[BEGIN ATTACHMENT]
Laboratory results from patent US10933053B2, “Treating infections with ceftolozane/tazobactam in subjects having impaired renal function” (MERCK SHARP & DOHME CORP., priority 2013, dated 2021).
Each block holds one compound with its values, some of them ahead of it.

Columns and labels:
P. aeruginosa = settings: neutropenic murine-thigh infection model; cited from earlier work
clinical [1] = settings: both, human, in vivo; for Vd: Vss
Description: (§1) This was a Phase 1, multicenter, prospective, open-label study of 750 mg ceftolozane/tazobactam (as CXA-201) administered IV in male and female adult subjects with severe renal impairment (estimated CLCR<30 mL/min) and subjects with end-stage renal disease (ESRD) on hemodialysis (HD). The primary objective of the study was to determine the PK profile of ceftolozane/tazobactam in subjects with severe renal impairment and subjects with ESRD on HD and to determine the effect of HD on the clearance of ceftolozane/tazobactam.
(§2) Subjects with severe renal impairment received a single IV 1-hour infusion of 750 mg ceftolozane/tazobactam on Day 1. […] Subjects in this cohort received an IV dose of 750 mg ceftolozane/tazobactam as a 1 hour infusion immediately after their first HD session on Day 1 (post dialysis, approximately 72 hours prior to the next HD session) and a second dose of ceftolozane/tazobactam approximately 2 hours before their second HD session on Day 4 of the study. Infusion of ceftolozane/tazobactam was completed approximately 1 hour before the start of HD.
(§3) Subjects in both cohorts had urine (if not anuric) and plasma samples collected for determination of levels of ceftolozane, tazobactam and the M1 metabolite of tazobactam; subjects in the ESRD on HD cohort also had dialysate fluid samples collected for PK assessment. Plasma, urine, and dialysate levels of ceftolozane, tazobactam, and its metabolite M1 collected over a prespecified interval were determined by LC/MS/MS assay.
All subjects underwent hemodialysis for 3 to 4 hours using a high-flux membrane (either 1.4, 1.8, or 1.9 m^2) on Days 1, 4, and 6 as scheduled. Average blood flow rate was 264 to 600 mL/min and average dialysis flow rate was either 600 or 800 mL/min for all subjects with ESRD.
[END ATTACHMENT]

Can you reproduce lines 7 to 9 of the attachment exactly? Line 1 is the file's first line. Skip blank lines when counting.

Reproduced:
(§2) Subjects with severe renal impairment received a single IV 1-hour infusion of 750 mg ceftolozane/tazobactam on Day 1. […] Subjects in this cohort received an IV dose of 750 mg ceftolozane/tazobactam as a 1 hour infusion immediately after their first HD session on Day 1 (post dialysis, approximately 72 hours prior to the next HD session) and a second dose of ceftolozane/tazobactam approximately 2 hours before their second HD session on Day 4 of the study. Infusion of ceftolozane/tazobactam was completed approximately 1 hour before the start of HD.
(§3) Subjects in both cohorts had urine (if not anuric) and plasma samples collected for determination of levels of ceftolozane, tazobactam and the M1 metabolite of tazobactam; subjects in the ESRD on HD cohort also had dialysate fluid samples collected for PK assessment. Plasma, urine, and dialysate levels of ceftolozane, tazobactam, and its metabolite M1 collected over a prespecified interval were determined by LC/MS/MS assay.
All subjects underwent hemodialysis for 3 to 4 hours using a high-flux membrane (either 1.4, 1.8, or 1.9 m^2) on Days 1, 4, and 6 as scheduled. Average blood flow rate was 264 to 600 mL/min and average dialysis flow rate was either 600 or 800 mL/min for all subjects with ESRD.